By far the best place to hold a first grade Halloween party is an old English Castle, which is where our Air Force bus delivered 27 supercharged 6-year-olds on a fall morning in 1973.

            During my practice teaching stint at the Lakenheath Air Force base north of London I took weekend motorcycle trips across the English countryside to identify unique Friday field trip destinations. I had found this castle keep, a five story structure replete with winding secret passageways, on a lofty hilltop spot where students could overlook the sea from the keep’s roof lookout.

            My politics in those years centered on opposition to the Viet Nam war. I took part in many student demonstrations, and was a bit surprised to find an anti-war group of Air Force airmen on the base. Hidey-holes in the castle this Halloween day were populated by giggling children; an evening before our field trip found me meeting with five brave airmen in their own perceived refuge in a small room above an English village pub.

            Enjoying childhood joy by day, looking out the window of this room and seeing the Air Force police in unmarked cars on the street below by night – seemingly opposite experiences helped me illuminate a possible answer to a tough question. How do you maintain energy for the to-often fruitless fight against the machinations of the political machine?

            Much of my life’s energy has been sourced from working with children; as an elementary school teacher, as a father and as a day care director.

As our class settled in to their Halloween lunch around a huge round table mid-way up the castle tower they did not notice the disappearance of both of their teachers.

            The men meeting in this dank upstairs pub room had noticed the steady disappearance of their fellow war protestors. They related to me the long list of their lost friends – many were in military prison, others had received the lifetime mark of a dishonorable discharge.  One by one the Air Force was picking them off. This evening’s discussion centered on what the end might be for these five ring-leaders.

 Every person who was forced to commit to this conscription fed war, either by serving in the military or by giving up friends and family with a one way ticket to Canada or by going to Federal prison after burning their draft card was impossibly brave in the face of the war machine.  My escape from this nightmare was by “winning” the very odd lottery which decided who went and who escaped the Viet Nam war.

            My supervising teacher was a sweet woman who loved her students enough to allow me to constantly push the educational envelope.  As the children enjoyed their Halloween feast she snuck up the castle stairs where she dressed up as a witch.  Her shrieking descent from above induced a mild panic in the costumed crew – calm returned relatively quickly as the group recognized her familiar rotund shape.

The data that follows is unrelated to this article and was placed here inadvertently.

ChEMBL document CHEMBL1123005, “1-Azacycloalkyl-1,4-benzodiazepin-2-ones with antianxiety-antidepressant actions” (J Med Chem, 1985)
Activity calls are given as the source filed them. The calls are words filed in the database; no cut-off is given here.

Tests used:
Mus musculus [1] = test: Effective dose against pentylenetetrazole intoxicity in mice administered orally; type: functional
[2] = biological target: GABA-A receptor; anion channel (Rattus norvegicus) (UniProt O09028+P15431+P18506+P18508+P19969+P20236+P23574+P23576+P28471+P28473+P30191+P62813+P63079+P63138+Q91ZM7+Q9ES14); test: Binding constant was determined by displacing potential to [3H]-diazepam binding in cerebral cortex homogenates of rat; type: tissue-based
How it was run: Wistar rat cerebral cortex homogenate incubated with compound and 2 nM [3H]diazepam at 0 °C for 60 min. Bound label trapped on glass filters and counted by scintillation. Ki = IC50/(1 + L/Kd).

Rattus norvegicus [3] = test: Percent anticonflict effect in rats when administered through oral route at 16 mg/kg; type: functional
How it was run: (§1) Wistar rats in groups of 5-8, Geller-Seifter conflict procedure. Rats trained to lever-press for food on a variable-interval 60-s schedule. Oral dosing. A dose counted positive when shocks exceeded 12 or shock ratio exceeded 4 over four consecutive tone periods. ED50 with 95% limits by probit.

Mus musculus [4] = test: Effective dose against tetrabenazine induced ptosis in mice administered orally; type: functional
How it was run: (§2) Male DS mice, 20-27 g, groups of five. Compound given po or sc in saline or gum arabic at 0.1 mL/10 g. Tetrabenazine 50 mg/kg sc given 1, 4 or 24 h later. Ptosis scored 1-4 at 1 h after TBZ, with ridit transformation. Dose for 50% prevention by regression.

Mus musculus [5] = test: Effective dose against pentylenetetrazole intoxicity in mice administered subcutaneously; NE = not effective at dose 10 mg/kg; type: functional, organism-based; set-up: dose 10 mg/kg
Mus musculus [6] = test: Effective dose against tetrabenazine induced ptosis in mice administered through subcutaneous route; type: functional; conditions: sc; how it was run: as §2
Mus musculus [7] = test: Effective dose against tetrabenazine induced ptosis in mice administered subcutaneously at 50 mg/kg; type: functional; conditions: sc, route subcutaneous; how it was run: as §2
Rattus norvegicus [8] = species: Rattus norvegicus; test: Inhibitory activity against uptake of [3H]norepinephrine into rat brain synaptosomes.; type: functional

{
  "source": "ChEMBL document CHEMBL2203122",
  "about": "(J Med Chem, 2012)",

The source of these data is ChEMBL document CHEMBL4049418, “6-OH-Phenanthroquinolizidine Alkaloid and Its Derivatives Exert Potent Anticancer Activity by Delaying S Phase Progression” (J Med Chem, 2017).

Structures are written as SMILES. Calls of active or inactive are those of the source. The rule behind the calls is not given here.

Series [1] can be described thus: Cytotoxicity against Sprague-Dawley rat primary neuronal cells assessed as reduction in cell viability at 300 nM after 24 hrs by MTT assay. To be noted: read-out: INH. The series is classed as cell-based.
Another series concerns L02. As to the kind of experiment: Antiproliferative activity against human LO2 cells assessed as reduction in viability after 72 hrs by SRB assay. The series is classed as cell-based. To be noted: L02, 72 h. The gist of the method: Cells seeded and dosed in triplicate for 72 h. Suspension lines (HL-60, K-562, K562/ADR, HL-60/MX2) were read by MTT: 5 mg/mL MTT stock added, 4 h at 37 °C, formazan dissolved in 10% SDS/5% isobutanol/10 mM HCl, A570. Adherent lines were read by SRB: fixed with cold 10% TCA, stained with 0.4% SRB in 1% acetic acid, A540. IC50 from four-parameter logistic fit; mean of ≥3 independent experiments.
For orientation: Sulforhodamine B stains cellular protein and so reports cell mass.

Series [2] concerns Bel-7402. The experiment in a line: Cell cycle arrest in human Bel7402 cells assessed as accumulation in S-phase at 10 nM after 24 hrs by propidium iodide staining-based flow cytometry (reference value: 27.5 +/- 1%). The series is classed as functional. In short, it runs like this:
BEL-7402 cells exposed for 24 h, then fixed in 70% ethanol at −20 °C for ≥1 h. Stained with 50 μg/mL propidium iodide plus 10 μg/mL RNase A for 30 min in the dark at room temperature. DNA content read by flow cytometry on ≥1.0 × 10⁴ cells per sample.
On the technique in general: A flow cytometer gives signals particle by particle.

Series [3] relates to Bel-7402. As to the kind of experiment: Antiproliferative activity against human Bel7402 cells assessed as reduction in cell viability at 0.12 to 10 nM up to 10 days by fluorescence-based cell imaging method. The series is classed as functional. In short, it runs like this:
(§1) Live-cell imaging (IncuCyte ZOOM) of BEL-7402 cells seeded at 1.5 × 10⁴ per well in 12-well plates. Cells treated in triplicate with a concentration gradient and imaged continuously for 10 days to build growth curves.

The group remained a bit on edge as I came howling up from below, masked with a rubber ghoul face.  One excessively imaginative young man disappeared during the melee as children ran toward an exit through the assorted secret passageways.  Unmasked, I found him worming his escape from a perceived doom by slithering up the chimney of the great hall’s fireplace.

            England was a revelation to a young man on a political and educational mission.  Pub fuel of bitters, lager and dark pints also helped me understand my beloved Coors was more spring water than beer.  Civil conversations in sedate pubs which closed at 11 in those days were also a distinct contrast to the odd fights I witnessed in Fraser bars. Protests were similarly civilized. Bobbies did not pack heat; their calm demeanor helped make our march one evening in London to protest at the American Embassy much calmer than the melees American protest marches often transformed into.

            Commitments to public service both as a Fraser Town Trustee and as a journalist are out-growths of a life-time fascination with the political process. Journalists bring us history in the making, with the bonus of not knowing the end of the story.

            But how do you maintain emotional health while being bombarded with the increasingly bad news of the day? Children are a great antidote, both because you can tap into their joy of discovering what really is an amazing existence, but also because they remind us of our critical commitment to improving the world we are building and they will inherit.

            Local politics is an excellent antidote as well.  I do remain committed to learn about and do what I can to solve problems with the planet we all share responsibility for. I find involvement with the town hall level of societal organization results in enough successes (and a few failures to be sure) to keep an eye on the prize of planetary preservation.

            Consider taking part in town government.  Petitions for April town board elections (my Fraser seat is one of four to be selected) are available from town offices on Jan. 2, to be turned in by Jan. 22.

            As another year ends I hope we can all maintain our commitment to preserving and improving our world.  To paraphrase Gandhi; history has many ups and downs, but ups do outscore downs – leading to a steady improvement in the human condition as generations pass the historical baton. It may be hard to be convinced today but things really are getting better – especially if we all work to ensure a positive ending to an admittedly troubled chapter in the human story.